Judgments of Indian courts are often criticised for their use of convoluted language, verbosity, and tendency to digress into avoidable terrains (for instances of courts employing barely decipherable language, see this). A recent order of the Delhi High Court (‘Order’), in the matter of Horlicks Limited and Anr. v. Heinz India Private Limited falls into the third category- crossing into the territory of fundamental rights in a private law dispute.
The Order was made in an application filed by Horlicks Limited for an interim injunction against the publication of certain allegedly disparaging advertisements by the Defendant. Ruling on the application, Justice Manmohan anchors his findings on the idea that commercial speech is a protected category of speech under Article 19 (1) (a) of the Constitution. Against this backdrop, the Hon’ble Judge goes on to examine the impugned advertisement, and finds it to be non-disparaging. While the end result itself may not to be faulted, the propriety of anchoring such a finding on a Part III provision of the Constitution is questionable. Despite the fact that the dispute was between two private entities, the Hon’ble Judge did not elaborate on how, if at all, a horizontal application of fundamental rights may be justified.
Horizontal Application of Fundamental Rights
It is well know that fundamental rights under Part III of the Constitution are typically available only against the state. Application of fundamental rights in matters other than those involving the state is referred to as the ‘horizontal application of fundamental rights’ and is done only under limited circumstances (for instance, in the case of Articles 15 (2), 17 and 23). Probably, the most commonly observed horizontal application of rights is when the courts deem a private entity to be ‘state’ (based on the control exerted by the state) under Article 12. Nevertheless, no such finding was made by Justice Manmohan in the present case.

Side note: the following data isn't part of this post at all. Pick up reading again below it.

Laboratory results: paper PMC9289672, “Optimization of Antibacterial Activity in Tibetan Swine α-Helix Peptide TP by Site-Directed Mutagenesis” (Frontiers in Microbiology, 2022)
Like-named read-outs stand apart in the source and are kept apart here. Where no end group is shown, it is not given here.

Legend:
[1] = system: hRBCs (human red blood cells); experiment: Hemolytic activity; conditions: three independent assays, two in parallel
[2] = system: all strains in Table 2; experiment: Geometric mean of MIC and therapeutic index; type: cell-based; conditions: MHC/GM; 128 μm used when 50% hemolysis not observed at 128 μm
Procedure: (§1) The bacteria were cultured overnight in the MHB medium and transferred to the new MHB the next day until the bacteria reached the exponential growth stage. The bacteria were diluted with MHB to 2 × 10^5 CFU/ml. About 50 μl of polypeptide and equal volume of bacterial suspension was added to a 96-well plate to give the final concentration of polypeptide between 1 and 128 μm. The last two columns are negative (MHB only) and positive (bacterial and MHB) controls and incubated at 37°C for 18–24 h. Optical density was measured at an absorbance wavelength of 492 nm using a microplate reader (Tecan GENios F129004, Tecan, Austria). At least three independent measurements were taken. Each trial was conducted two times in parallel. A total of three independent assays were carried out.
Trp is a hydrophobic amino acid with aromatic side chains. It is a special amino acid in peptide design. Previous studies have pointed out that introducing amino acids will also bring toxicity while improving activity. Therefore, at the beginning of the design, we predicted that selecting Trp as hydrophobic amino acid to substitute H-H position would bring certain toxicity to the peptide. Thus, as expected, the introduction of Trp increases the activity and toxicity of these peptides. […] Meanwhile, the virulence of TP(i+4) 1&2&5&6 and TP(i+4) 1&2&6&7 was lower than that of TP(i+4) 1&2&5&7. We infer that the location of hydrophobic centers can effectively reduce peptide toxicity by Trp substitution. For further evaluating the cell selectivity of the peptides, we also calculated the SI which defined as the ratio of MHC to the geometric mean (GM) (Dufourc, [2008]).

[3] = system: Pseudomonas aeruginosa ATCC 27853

Another dimension of horizontality is when a private defendant places reliance on fundamental rights to defend its impugned actions-often referred to as ‘indirect horizontality’ (for an excellent summary of horizontal application of rights in India, see this piece by Gautam Bhatia). Nevertheless, as Bhatia points out, there is no clarity yet about the circumstances in which indirect horizontality may be brought into play in India. In any case, it is highly doubtful whether there was any need to resort to indirect horizontality in the present matter as the Defendant’s actions could have been justified even without taking recourse to Article 19 (1) (a).
Reliance on Tata Press and Bennett Coleman
Being a pure private law dispute, it is not clear on what basis the Defendant claimed recourse to the free speech guarantee. In any case, the Court goes on to examine this claim and holds that advertisements, which is a facet of commercial speech under Article 19(1) (a), may be restricted only in accordance with a law enacted under Article 19(2). In its discussion of free speech, the Order relies on the decisions in Tata Press Limited v. MTNL and Bennett Coleman & Co. v. Union of India. While the decision in Tata Press is relied on to clarify that commercial speech is a class of free speech and that corporate bodies are entitled to it, Bennett Coleman is referred to for establishing that fundamental rights of shareholders as citizens are not lost when they associate to form a corporate entity.